These three horrible-quality photos are the only remaining evidence of my first (okay, only) roadracer, which I dubbed “Pheathon” (after the Greek demi-god Zeus was forced to strike down, because he was driving the chariot of the sun so recklessly — I assume you can make the connection).
It was originally a Bultaco Pursang 250 Mk8 (circa 1975) that I bought in 1984 while stationed at Ft. Lewis, Washington. Two years later, after my discharge, I had little need for a dirt bike in suburban Minneapolis, and desperately wanted to go roadracing. Thus began its transformation into the form you see here. It wholly exceeded my expectations, which made it’s desperately short life all the more tragic.
The engine was only mildly refreshed with new Barnett clutch plates and springs, new rings and cylinder hone, and fresh fluids. The front end is from a clapped-out ’73 Suzuki GT250K that a neighbor sold me on the cheap. The frame and swingarm were unmodified except for new steering stops to match the Suzuki triple clamps. The aluminum tank was hanging in the shop rafters of one of my mentors; he guessed it was an early Malcolm Smith aftermarket item. The other modifications included K&N clubman bars, new cables, Vesrah brake pads and shoes, a pair of no-name rear shocks and Continental race tires. Instrumentation included an Aaen EGT gauge and a Kitaco digital tach. A bit of safety wiring and I was good to race. It was geared for 90 MPH at redline in top gear.
I raced at Brainerd Int’l Raceway during the summer of 1986. It was too new for vintage classes at the time, and since it was not based on a street-legal machine, I had to run Formula 3 & 4. The bike was remarkably competitive on the tarmac, given its basic dirt specs and my lack of talent.
At the start of my first-ever race (a three-lapper for new riders), I stalled the motor right before the green flag. I held up my clutch hand to indicate a dead machine, and then push started it once the other riders were well down the front straight. On the last lap, I was right back on their tails, and rapidly reeling in an RD350. For time’s sake, we had been instructed to exit right before the flagman on the final lap and not actually cross the start-finish line. I was so excited and focused on catching him that I never noticed the white flag, and on the next lap I just about had the Yamaha rider, coming out of the last turn on the inside, when…he braked and pulled off! Crap! We’d been specifically instructed not to use the pit turn-off at the end of the front straight. I had no choice other than to go all the way around the 3.1 mile track, while everybody waited for the idiot noob. I got a stern talking-to afterwards by the course marshall, but didn’t get my license pulled. (“But if you EVER do that again…!”) An experienced racer I knew found me in the pits and said, “We were all talking about how quickly you got back to the pack. Nice riding!” I have never enjoyed a complement more.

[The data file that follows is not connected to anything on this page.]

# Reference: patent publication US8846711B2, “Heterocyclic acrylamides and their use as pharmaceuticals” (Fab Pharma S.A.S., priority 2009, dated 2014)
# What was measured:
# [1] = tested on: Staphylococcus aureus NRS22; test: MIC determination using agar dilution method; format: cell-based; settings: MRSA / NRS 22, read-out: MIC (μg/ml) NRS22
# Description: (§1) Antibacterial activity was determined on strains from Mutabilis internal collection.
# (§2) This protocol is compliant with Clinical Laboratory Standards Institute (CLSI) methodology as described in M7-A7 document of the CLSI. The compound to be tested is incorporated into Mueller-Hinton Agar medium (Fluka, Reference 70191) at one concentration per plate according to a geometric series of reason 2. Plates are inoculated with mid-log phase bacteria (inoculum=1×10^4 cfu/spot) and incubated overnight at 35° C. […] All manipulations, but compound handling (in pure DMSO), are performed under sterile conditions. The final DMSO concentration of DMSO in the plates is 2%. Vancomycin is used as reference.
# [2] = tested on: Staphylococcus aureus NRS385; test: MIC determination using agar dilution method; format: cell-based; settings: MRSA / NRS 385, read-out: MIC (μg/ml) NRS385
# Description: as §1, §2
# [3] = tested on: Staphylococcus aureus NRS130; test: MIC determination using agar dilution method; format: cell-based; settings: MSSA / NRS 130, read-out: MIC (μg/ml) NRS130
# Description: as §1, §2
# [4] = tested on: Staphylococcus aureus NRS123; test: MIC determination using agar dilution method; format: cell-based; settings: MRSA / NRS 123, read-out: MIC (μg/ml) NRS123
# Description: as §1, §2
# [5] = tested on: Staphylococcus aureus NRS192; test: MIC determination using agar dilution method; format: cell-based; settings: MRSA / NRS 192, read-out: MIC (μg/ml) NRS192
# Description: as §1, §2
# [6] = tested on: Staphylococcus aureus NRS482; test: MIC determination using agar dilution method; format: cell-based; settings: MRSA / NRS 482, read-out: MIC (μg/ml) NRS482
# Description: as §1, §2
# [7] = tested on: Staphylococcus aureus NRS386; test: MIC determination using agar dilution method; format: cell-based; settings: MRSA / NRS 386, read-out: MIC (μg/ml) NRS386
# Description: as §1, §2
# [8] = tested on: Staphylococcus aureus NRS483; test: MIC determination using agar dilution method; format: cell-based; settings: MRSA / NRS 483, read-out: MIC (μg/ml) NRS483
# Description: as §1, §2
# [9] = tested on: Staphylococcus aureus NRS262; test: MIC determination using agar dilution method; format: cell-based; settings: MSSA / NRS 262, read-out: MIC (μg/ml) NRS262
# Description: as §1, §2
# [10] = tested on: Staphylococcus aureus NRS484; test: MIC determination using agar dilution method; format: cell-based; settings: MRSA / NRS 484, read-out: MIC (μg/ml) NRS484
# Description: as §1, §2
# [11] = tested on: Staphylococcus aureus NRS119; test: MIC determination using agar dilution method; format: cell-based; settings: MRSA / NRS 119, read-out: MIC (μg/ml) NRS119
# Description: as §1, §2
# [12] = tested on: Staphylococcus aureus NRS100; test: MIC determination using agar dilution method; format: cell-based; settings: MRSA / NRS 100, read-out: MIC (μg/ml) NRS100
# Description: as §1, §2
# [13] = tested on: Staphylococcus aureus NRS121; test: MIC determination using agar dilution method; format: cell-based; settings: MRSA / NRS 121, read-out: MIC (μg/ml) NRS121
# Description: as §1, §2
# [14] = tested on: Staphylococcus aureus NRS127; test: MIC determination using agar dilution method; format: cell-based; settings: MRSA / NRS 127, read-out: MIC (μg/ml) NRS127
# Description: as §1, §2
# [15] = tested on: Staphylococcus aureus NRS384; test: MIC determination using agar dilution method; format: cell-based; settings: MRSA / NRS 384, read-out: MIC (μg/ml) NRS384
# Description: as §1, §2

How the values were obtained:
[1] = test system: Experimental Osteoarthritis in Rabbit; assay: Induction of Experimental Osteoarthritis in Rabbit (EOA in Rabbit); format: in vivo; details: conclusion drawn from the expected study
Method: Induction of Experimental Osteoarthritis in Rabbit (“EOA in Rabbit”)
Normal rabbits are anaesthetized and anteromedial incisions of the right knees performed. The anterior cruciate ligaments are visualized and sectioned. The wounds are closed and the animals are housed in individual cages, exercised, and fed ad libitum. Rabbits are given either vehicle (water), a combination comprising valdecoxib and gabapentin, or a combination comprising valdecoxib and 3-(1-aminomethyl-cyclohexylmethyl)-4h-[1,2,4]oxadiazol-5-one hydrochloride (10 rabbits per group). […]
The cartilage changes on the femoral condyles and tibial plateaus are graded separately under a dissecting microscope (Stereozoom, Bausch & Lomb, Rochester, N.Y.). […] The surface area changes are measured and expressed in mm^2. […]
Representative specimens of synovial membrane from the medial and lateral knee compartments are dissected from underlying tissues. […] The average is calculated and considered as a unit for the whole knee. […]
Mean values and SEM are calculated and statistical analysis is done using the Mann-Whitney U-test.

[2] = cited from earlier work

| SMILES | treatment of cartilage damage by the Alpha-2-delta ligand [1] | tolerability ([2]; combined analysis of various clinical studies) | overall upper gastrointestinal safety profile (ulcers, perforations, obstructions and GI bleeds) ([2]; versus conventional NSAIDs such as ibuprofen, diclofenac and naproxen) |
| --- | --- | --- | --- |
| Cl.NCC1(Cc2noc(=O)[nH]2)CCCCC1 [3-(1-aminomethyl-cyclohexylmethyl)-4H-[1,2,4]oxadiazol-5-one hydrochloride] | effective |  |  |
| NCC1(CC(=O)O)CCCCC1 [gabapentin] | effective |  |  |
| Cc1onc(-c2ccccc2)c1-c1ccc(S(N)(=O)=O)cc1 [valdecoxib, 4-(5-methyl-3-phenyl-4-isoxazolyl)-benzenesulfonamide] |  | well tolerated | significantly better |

One day later that summer, on my way back from the races, somebody rear-ended my trailer on I-35W. I was heartbroken. The Bul’s frame was twisted, the alloy tank was caved in, and the forks tweaked. I sold the tires off it, and sold the rest as scrap to SportWheels in Jordan, MN. For all I know, what’s left of it is still out in their yard somewhere. I still have two parts off it: the Richter silencer and the front number plate.
I know the images are pretty bad, but I snapped them on a whim late one evening with my crappy Kodak Disc camera (remember those? — gak!). The sad part is that my dad had snapped a bunch of pictures of me and the bike in the back yard with his 35mm camera a week before the accident. I discovered afterwards that he’d neglected to put film in the camera!
I keep promising myself that someday I’m going to replicate this bike design, but as a 360 street roadster.
TWT: Pheathon, we hardly knew ye…
Bultaco – built to go!
I love those early dirt/ dual purpose bikes. Basic, rugged, and relatively viceless.Loading…
So sad the things you never take photos of.
My father had a Yamaha YDS7, the stroker that led to the famous RD250. When I was 13 or so he got rid of it to prevent me taking it for a spin and wiping myself out. The thing hadn't been inspected or insured since the year I was born, but he'd still occasionally take it for a midnight ride to blow the cobwebs out. I can still hear it.
Sadly the only photos he has are a few he hastily snapped when the guy came to take it away. He swapped it for an outboard motor, now somewhere at the bottom of the sea. The bike has since been restored and probably sold for a fortune.Loading…
I'm not a bike guy in the least, but great, albeit sad, story. Thanks for sharing.Loading…
Love the story. Cool bike.Loading…